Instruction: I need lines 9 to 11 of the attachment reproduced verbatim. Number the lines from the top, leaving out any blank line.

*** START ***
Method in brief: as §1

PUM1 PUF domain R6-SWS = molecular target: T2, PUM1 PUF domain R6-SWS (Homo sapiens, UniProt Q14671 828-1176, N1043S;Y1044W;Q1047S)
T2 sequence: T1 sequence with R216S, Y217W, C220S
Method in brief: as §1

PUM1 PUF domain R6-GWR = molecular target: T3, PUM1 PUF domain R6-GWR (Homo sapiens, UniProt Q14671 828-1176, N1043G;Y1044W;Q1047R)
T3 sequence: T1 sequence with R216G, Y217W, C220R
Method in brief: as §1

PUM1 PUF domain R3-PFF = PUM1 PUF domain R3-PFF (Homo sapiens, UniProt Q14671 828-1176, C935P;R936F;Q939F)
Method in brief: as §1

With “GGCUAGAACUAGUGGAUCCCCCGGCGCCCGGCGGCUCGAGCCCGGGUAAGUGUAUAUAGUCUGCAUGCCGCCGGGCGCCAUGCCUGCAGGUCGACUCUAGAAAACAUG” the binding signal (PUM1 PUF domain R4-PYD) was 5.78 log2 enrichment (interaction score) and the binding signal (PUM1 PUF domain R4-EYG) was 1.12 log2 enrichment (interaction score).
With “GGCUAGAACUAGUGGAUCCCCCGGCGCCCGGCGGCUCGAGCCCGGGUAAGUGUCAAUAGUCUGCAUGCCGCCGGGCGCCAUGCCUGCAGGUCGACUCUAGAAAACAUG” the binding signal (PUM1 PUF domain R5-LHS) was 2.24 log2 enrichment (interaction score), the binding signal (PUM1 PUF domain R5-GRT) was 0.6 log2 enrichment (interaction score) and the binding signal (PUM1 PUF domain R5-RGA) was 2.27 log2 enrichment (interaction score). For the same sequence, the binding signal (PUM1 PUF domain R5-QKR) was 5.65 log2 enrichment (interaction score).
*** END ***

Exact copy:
Method in brief: as §1

With “GGCUAGAACUAGUGGAUCCCCCGGCGCCCGGCGGCUCGAGCCCGGGUAAGUGUAUAUAGUCUGCAUGCCGCCGGGCGCCAUGCCUGCAGGUCGACUCUAGAAAACAUG” the binding signal (PUM1 PUF domain R4-PYD) was 5.78 log2 enrichment (interaction score) and the binding signal (PUM1 PUF domain R4-EYG) was 1.12 log2 enrichment (interaction score).
With “GGCUAGAACUAGUGGAUCCCCCGGCGCCCGGCGGCUCGAGCCCGGGUAAGUGUCAAUAGUCUGCAUGCCGCCGGGCGCCAUGCCUGCAGGUCGACUCUAGAAAACAUG” the binding signal (PUM1 PUF domain R5-LHS) was 2.24 log2 enrichment (interaction score), the binding signal (PUM1 PUF domain R5-GRT) was 0.6 log2 enrichment (interaction score) and the binding signal (PUM1 PUF domain R5-RGA) was 2.27 log2 enrichment (interaction score). For the same sequence, the binding signal (PUM1 PUF domain R5-QKR) was 5.65 log2 enrichment (interaction score).